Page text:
In two weeks the Carolina Panthers will square off against the Las Vegas Raiders in what has to be the strangest opening weekend in NFL history. With no preseason to speak off, teams will be blindly going into the regular season with less intel on their opposition. This could be a good thing for the Carolina Panthers, as the NFL has never seen the system that Matt Rhule and company have put together. Unlike established teams under tenured coaches, the Panthers are a mystery.
Not a total mystery, mind you. Here is what we do know.
Fast and Furious
All indications point to the Carolina Panthers using sped to their advantage in 2020. Let’s face it, the pace of the old regime could not honestly be associated with speed. From lunking lumbering passing plays to delay of game penalties in the first quarter, the Carolina Panthers of old were in no hurry.
Panthers training camp has shown a new sense of efficiency and urgency, especially on the offensive side of the ball. A more streamlined play call and a starting quarterback that throws the ball before his offensive line has a chance to wear down.
Throw in the fact that Robby Anderson, DJ Moore, and Curtis Samuel make up one of the fastest receiving units the Carolina Panthers have ever seen and hope begins to fill your soul. Perhaps this year defenses will actually get fatigued when playing the Panthers. Just imagine.
A Defense Under Construction
I am far less optimistic about the Carolina Panthers defense. This is the youngest defense the NFL has seen in a decade. With youth comes energy, but also mistakes. Lots and lots of mistakes.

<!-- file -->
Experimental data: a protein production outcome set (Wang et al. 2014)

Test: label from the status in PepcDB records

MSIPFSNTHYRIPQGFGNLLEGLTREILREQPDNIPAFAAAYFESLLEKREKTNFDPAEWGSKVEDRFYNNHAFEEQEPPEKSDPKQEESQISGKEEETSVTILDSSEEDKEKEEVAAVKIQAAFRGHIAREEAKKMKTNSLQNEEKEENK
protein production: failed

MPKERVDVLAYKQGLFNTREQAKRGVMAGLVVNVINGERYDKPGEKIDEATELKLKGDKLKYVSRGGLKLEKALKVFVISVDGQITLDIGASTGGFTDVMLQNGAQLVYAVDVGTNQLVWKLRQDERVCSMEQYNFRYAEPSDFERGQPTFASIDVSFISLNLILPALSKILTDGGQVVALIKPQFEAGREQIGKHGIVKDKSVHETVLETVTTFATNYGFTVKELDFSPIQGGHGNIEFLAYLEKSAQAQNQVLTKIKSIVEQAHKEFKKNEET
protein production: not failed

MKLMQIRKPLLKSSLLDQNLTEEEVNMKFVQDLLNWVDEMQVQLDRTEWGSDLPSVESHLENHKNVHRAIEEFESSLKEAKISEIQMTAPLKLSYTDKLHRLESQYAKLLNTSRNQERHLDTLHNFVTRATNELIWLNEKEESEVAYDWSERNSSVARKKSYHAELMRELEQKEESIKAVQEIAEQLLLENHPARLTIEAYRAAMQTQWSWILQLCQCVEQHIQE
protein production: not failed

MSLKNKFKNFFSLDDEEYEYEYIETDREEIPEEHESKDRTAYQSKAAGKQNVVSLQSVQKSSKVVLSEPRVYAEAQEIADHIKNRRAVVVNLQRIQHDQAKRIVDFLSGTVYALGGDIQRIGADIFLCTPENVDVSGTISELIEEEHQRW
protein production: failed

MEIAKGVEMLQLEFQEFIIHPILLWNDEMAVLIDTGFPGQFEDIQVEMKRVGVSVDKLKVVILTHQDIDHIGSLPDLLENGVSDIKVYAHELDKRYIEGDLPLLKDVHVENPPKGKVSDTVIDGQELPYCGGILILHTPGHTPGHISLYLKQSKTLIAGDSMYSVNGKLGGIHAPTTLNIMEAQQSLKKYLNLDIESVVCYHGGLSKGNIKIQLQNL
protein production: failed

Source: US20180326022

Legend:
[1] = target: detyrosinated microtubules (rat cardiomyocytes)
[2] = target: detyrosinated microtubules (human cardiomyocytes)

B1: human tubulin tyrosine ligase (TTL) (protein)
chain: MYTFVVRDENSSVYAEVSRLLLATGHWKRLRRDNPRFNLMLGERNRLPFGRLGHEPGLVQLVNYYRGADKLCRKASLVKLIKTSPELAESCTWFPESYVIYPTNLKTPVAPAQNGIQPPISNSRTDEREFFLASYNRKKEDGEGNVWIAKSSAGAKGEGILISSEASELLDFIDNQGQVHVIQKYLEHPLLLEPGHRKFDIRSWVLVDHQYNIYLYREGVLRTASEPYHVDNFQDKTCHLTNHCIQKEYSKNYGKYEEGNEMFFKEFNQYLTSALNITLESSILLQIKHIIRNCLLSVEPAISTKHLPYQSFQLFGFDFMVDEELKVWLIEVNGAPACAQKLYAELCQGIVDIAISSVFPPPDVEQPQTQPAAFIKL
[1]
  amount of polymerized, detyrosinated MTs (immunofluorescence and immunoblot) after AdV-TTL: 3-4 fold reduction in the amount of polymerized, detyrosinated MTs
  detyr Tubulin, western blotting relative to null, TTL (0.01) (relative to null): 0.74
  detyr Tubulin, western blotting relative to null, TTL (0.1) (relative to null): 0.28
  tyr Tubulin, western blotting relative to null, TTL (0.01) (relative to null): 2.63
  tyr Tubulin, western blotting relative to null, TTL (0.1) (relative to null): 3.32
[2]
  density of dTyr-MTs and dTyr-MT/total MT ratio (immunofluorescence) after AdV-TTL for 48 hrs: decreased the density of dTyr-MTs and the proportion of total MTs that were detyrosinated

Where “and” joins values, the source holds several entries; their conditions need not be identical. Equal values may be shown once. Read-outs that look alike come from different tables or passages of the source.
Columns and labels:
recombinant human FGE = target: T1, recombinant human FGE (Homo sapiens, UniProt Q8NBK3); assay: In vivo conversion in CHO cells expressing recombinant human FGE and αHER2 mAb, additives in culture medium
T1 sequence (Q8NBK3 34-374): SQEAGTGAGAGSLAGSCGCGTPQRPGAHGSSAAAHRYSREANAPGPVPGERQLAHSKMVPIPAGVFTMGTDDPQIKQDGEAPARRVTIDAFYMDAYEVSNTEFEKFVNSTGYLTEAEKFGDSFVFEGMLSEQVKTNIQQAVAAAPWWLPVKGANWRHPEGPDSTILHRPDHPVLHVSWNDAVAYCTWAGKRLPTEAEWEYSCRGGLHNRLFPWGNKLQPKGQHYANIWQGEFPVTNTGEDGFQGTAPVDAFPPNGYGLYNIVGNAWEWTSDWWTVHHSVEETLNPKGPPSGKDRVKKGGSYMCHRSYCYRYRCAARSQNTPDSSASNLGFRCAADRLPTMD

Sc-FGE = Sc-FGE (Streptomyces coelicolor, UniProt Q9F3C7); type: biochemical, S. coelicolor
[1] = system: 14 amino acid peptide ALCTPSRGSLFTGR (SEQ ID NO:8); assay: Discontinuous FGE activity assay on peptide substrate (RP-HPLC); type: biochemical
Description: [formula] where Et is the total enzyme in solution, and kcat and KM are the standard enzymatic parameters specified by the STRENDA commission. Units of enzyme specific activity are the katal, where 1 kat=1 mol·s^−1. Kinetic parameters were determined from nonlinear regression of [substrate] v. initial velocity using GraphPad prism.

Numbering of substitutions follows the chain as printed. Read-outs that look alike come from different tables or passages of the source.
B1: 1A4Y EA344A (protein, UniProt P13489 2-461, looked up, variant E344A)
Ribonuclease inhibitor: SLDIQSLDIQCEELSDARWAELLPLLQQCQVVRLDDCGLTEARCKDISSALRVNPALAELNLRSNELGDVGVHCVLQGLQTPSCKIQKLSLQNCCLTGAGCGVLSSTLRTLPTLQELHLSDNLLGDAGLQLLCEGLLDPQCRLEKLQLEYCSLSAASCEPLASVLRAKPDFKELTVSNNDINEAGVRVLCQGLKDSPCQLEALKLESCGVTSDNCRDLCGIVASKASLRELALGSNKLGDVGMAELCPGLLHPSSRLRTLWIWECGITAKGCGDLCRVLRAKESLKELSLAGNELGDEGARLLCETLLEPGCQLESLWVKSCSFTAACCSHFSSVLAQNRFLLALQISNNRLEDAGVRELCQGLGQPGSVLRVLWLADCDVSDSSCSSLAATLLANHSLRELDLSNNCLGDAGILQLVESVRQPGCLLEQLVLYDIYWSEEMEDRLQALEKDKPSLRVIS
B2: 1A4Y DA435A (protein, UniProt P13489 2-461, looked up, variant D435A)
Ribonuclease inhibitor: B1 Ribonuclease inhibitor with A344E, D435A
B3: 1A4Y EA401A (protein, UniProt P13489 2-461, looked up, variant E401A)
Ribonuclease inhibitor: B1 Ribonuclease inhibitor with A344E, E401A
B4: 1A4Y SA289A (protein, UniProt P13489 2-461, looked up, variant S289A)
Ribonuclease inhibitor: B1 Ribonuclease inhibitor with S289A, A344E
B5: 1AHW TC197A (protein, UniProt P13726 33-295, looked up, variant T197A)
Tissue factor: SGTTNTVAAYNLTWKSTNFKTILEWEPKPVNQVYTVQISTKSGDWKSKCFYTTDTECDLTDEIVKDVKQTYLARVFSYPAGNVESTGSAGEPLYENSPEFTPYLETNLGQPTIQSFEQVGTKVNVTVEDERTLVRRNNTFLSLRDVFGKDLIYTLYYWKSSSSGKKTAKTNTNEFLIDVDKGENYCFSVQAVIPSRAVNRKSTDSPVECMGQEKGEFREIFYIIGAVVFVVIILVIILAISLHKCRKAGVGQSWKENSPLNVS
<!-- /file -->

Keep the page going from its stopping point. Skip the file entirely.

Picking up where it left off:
The Panthers are still looking to supplement their corner position via possible trade but appear to be having little luck. The starting tandem of Jackson and Apple have been less than stellar. This may give rookie Troy Pride, who has impressed as of late, a quicker rise to playing time and possibly starting by seasons end.
There are, however, two things I am extremely excited about when talking Panthers defense. A young and extremely talented defensive line and a possible star in the making named Jeremy Chinn. The development of these stories as the season progresses is more than enough to keep my attention when the Panthers defense takes the field.
A Holistic Coach
I’m not sure if anyone has ever used the term holistic when referring to a football coach. I think it applies to Matt Rhule just fine.
Rhule strikes me as a big picture guy that realized ever facet of a football team is interconnected to one another. While Ron Rivera would look for a band aid as a quick fix a football related issue, Rhule seems more likely to find the root cause and then adjust entire systems and processes to address it. Perhaps then, over time, less band aids will be needed.
One thing we do know is that Matt Rhule has quickly won over his new team and gained respect from his players. Rhule is the type of young coach needed in this time that melds NFL football with social responsibility. Rhule allowing his players to have agency in helping to create social change is something we have not seen before in Carolina.